Judy Spooner is the longest-serving staff writer at the South Washington County Bulletin. Spooner, who covers education and features in addition to writing a weekly column, has been with the newspaper for over 30 years.
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Any musical comedy that has cannons that shoot confetti has got to be a lot of fun to watch. The cast of Park High School's "Once Upon a Mattress," thinks so, too, because during rehearsals and backstage, actors are smiling, having a good time and are full of joy. A take on the fairy tale, "Princess and the Pea," the production is set in a fairy tale kingdom ruled by devious Queen Aggravain and King Sextimus the Silent who is mute. All marriages are on hold until a princess can be found to marry Prince Dauntless the Drab.
A question facing Cottage Grove City Council members is whether to allow homeowners in urban areas to keep chickens and other poultry on their property. City officials posed that question to members of all of the city advisory commissions at a meeting Saturday at Cottage Grove City Hall. The city has conducted several surveys about allowing chickens in residential areas, a request proposed by people interested in sustainability, introducing farm animals to children and raising their own food. The majority of people surveyed are opposed and responded strongly in the negative objecting to odo
More than 500 students and School District 833 staff members celebrated the life of Rita Ruiz Friday in the Park High School gym.
After he retired 30 years ago, Rod Hale wanted something to do in the spring. It's not time to go hunting or fishing or to work on the lawn, he said. So he started tapping a few of the maple trees near the home he shared with the wife, Mary, on the Cottage Grove part of Lower Grey Cloud Island. Hale started the hobby by heating the sap on a small camp stove until it became maple syrup. Every year, the operation got a little bigger until the spring hobby for the retired School District 833 administrator became a small business.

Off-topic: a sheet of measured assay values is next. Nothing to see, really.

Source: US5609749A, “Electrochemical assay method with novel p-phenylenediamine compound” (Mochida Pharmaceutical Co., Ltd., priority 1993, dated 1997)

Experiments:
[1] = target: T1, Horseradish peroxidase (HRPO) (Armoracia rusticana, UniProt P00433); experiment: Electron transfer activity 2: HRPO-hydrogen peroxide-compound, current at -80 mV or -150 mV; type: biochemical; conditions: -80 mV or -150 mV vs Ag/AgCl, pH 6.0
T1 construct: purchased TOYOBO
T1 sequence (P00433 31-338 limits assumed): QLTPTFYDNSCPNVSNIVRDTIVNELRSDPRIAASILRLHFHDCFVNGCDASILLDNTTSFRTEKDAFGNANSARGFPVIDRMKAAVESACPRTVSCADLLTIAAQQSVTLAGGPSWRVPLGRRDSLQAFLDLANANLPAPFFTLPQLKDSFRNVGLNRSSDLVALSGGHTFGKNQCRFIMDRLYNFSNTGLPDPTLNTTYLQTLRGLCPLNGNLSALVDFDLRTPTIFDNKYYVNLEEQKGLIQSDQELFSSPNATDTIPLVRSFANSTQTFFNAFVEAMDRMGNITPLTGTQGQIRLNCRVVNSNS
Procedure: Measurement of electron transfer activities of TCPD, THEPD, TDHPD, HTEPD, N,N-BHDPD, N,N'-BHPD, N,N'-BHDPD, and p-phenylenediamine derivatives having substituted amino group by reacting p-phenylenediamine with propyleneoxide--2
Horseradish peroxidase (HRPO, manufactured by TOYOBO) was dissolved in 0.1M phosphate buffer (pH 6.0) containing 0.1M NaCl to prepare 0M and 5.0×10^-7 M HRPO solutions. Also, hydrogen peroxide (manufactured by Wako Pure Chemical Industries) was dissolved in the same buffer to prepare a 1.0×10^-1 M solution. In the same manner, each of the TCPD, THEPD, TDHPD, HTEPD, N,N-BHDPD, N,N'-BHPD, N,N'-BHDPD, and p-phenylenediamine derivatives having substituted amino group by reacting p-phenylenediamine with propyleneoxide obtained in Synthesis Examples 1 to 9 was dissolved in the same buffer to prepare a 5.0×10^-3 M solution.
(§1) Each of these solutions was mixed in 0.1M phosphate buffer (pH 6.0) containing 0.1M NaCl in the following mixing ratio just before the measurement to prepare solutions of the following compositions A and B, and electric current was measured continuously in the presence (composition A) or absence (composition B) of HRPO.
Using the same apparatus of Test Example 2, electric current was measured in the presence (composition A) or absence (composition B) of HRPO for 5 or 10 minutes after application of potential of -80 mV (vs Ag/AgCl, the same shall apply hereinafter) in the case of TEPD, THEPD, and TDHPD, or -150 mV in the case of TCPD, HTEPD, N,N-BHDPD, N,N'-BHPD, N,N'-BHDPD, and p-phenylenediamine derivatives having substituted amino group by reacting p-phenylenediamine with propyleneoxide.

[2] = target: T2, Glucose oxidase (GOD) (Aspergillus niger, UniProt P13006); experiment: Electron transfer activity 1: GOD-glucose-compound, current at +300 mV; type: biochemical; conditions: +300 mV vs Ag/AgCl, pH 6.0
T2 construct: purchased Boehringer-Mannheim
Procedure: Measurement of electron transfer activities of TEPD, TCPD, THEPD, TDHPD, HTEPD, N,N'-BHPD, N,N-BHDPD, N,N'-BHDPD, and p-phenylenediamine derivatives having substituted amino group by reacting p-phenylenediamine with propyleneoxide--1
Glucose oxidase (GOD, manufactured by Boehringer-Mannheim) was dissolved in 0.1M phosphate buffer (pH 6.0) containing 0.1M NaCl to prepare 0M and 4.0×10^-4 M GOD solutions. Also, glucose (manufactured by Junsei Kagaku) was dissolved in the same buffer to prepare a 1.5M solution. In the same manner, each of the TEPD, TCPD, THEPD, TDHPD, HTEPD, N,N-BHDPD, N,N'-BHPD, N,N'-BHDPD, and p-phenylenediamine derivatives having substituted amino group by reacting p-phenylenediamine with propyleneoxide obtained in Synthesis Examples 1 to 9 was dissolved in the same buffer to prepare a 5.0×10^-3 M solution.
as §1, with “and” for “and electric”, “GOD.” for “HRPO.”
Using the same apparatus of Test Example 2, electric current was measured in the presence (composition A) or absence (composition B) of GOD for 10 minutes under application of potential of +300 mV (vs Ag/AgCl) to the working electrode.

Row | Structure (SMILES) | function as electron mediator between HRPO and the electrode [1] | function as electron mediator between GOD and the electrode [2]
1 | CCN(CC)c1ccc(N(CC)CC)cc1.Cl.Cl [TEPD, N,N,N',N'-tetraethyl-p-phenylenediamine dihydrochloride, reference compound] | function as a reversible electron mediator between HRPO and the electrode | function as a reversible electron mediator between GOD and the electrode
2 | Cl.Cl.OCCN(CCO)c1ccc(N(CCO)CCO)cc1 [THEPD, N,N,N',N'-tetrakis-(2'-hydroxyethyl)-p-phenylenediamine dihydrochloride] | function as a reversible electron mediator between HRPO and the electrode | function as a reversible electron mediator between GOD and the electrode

Jen Rockhill of the Youth Service Bureau, Cottage Grove police officer and school liaison Gail Griffith, and Cottage Grove Middle School Vice Principal Jason Schultz led a cyberbullying program last week.
Crestview Elementary School fifth-grader Samantha Field is an early riser. Getting up before the rest of her family, she'll take a bike ride or watch television. While flipping through the channels, she watched "Green Screen Adventures," a ME-TV children's show on KSTC Channel 45. At the end of the show, there was a spot asking for children's stories. Field wrote "Eating Healthy" and emailed it to the show's website. It was a short spot about two girls, one who ate a hamburger and the other a healthy sandwich, Field said.
A year ago, a Washington County certified master gardener told me that I could grow bedding plants in a snowbank. This sounded crazy but I followed her directions, supplemented by information on the Internet, and it worked. It turned out that she was of sane mind, and by planting time, I had plants ready to put in my garden that I grew myself. It's called "winter sowing." Every spring, I spend a lot of money at garden stores buying plants.
Student conferences between parents and teachers have long been a mainstay in schools. But the time of teachers being in charge of student evaluations has changed in recent years with more schools adopting student-led conferences in School District 833. Oltman Middle School's student-led conferences have a three-year history and Principal Becky Schroeder said they are here to stay. Students meet with their advisory teachers (formerly called homeroom) about the portfolios they've assembled to show their parents.
While a waning winter has yet to morph into spring-like weather, fifth-graders needed something fun to do. There is so much material to cover in fifth grade, said Pine Hill fifth-grade teachers Missy Lidtke, Pat Oslund and Melissa Rahn, that it's good for kids to take a break. Eight years ago, creativity with Peeps filled the need and they have been doing it every year since. Dioramas made with Peeps, the marshmallow treat that started as yellow chicks at Easter and grew to include Peeps for every season and holiday, are very popular.
It wasn't what she wanted to hear, but knowing that her father and aunt had colon cancer, it wasn't a surprise when a doctor told Katy McElwee Stevens that she had colon cancer. During a colonoscopy a month ago, a tumor was discovered and was surgically removed on March 7. Appointed to the District 833 School Board in January, she missed a board meeting that night but board members paused at the end of the meeting to wish her well. Her father was diagnosed when he was 72, but McElwee Stevens is 50.